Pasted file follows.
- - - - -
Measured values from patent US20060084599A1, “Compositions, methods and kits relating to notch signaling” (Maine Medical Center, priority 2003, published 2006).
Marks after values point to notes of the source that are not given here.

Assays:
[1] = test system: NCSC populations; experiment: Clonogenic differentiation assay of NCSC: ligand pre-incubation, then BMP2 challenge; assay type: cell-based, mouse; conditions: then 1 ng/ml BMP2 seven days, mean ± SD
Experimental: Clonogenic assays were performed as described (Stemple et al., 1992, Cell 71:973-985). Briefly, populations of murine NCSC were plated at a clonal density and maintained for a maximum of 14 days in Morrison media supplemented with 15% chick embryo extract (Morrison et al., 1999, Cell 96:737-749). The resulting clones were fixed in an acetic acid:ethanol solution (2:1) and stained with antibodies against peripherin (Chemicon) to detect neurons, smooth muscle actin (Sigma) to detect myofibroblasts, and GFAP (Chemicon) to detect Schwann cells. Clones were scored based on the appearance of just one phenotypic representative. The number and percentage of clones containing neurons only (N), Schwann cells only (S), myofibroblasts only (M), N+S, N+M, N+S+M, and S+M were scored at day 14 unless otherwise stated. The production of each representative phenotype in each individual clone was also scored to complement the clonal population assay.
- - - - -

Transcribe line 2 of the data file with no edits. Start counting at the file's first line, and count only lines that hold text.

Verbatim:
Marks after values point to notes of the source that are not given here.